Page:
25
Apr

How to give—and receive—constructive criticism

You may have heard your personal trainer or your local fitness junkie say “no pain, no gain.” Well, unfortunately, that pain and gain relationship also applies to performance reviews. Giving someone negative criticism can be burdensome for even the most experienced manager.

When someone receives criticism pertaining to their job performance it can feel like an attack on their personality or character. Humans have a psychological need to be accepted and belong, which is why the murky waters of negative feedback must be navigated cautiously.

Receiving negative feedback can be equally as difficult and equally as important. Showing you are respectful of the feedback loop and how to improve in your role can signal your ability to move up within the company and grow as an employee. If you need to give someone negative feedback, consult this visual from GetVoIP about the do’s and don’ts of giving and receiving more constructive criticism.

Infographic: The do's and don'ts of giving (and receiving) constructive criticism

The do’s and don’ts of giving (and receiving) constructive criticism

Why feedback is so important

  • Only 21% of employees believe that their performance is reviewed in a way that motivates outstanding work.
  • 51% of Millennials expect detailed and regular feedback.
  • 92% of employees agreed that if delivered appropriately, negative feedback is effective at improving performance.

Giving constructive criticism

DO: Discuss the importance of feedback with the whole team.
DON’T: Choose one person to make an example of.
WHY: 35% of employees leave because of internal office politics.

DO: Brainstorm solutions together to encourage collaboration.
DON’T: Force-feed your personal strategy for improvement.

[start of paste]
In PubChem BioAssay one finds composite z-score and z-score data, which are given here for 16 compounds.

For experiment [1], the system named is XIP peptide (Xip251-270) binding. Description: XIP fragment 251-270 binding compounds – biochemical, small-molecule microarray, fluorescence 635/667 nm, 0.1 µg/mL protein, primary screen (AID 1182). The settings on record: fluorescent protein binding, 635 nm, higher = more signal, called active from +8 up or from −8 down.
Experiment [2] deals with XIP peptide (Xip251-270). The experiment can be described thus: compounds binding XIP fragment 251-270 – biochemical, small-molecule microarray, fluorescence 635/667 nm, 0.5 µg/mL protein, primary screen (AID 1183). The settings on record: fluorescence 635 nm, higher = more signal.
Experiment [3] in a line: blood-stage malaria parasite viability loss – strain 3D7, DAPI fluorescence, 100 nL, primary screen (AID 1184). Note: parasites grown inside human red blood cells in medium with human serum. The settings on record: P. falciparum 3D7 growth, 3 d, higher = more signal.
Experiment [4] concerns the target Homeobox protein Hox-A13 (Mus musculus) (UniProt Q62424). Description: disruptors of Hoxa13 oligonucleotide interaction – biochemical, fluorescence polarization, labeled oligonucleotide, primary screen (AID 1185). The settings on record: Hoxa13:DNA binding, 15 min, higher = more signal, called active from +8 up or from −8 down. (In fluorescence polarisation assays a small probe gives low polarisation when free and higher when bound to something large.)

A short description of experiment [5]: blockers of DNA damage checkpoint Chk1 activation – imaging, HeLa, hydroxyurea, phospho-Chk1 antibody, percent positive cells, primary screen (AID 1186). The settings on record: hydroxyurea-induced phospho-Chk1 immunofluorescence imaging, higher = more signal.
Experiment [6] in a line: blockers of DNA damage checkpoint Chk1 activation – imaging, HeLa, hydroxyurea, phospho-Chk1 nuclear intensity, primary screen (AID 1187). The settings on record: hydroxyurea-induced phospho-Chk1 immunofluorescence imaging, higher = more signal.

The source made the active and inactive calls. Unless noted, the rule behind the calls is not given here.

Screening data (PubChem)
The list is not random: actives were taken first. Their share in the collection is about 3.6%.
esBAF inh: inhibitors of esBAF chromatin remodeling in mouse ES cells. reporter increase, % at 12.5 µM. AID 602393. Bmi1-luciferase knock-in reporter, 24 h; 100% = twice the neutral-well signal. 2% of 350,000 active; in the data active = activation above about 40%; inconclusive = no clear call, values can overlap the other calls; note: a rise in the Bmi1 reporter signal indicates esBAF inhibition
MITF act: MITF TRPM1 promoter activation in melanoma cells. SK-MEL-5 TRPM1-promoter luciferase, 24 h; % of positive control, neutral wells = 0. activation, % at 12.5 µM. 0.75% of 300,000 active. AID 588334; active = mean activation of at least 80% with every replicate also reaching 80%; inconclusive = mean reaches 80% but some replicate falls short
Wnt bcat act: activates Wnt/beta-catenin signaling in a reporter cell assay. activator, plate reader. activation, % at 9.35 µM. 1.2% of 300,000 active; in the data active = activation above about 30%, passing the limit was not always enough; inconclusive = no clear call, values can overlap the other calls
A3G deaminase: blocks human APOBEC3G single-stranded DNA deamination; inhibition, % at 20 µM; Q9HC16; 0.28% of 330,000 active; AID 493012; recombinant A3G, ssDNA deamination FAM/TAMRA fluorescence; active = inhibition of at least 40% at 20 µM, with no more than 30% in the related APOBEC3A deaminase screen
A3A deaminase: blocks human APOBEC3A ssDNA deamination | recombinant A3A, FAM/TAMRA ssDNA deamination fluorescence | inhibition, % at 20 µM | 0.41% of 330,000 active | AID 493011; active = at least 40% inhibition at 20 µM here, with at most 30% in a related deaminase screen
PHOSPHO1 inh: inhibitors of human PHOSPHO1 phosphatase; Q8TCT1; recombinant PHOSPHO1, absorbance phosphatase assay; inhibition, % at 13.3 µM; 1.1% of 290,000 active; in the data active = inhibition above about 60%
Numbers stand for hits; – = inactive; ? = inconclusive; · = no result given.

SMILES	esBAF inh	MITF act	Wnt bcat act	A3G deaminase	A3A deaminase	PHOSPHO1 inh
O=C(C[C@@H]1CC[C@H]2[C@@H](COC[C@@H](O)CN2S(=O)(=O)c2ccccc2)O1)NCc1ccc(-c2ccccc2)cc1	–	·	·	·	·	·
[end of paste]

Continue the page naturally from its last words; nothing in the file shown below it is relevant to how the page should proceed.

WHY: 38% of employees don’t get asked for their input or ideas.

DO: Set S.M.A.R.T. (specific, measurable, achievable, relevant, time-sensitive) goals towards improved performance.
DON’T: Set unrealistic goals that can’t be tracked
WHY: S.M.A.R.T. goals were founded to increase performance by 30%.

DO: Balance praise and criticism, but be sincere.
DON’T: Focus on one or more failures, ignoring successes.
WHY: 43% of employees quit their jobs citing a lack of recognition.

Receiving constructive criticism

DO: Ask for lateral, upward and downward feedback.
DON’T: Wait for a superior to initiate the feedback.
WHY: 74% of Millennials feel “in the dark” about their performance.

DO: Experiment and test new strategies.
DON’T: Follow the same failed methods.
WHY: 57% of companies are looking for candidates who have intellectual curiosity.

DO: Actively participate in two-way discussion.
DON’T: Let it turn into a lecture.
WHY: 31% said they didn’t like their boss, and felt a lack of empowerment.

DO: Give upward feedback on the communicators effectiveness.
DON’T: Ignore a managers weakness in providing you with constructive criticism.
WHY: 75% of employees resign because of bad managers.


Source: https://getvoip.com/blog/2018/03/05/constructive-criticism/

Drew is a Content Marketing Specialist at Siege Media.

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